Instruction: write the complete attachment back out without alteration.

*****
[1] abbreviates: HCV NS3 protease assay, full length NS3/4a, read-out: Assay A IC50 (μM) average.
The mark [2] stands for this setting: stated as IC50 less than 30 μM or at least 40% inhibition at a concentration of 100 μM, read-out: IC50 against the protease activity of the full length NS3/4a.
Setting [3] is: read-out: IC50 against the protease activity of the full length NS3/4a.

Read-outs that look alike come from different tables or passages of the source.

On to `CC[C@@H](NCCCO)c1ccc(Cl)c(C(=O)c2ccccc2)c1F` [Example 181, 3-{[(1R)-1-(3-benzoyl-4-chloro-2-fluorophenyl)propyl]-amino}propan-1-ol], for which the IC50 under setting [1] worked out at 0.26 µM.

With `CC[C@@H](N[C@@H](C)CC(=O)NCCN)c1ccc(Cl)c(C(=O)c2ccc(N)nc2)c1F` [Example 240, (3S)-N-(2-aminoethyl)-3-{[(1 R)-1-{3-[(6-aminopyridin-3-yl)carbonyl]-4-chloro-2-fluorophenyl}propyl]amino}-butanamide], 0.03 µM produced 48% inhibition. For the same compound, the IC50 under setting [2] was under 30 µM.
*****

[1] abbreviates: HCV NS3 protease assay, full length NS3/4a, read-out: Assay A IC50 (μM) average.
The mark [2] stands for this setting: stated as IC50 less than 30 μM or at least 40% inhibition at a concentration of 100 μM, read-out: IC50 against the protease activity of the full length NS3/4a.
Setting [3] is: read-out: IC50 against the protease activity of the full length NS3/4a.

Read-outs that look alike come from different tables or passages of the source.

On to `CC[C@@H](NCCCO)c1ccc(Cl)c(C(=O)c2ccccc2)c1F` [Example 181, 3-{[(1R)-1-(3-benzoyl-4-chloro-2-fluorophenyl)propyl]-amino}propan-1-ol], for which the IC50 under setting [1] worked out at 0.26 µM.

With `CC[C@@H](N[C@@H](C)CC(=O)NCCN)c1ccc(Cl)c(C(=O)c2ccc(N)nc2)c1F` [Example 240, (3S)-N-(2-aminoethyl)-3-{[(1 R)-1-{3-[(6-aminopyridin-3-yl)carbonyl]-4-chloro-2-fluorophenyl}propyl]amino}-butanamide], 0.03 µM produced 48% inhibition. For the same compound, the IC50 under setting [2] was under 30 µM.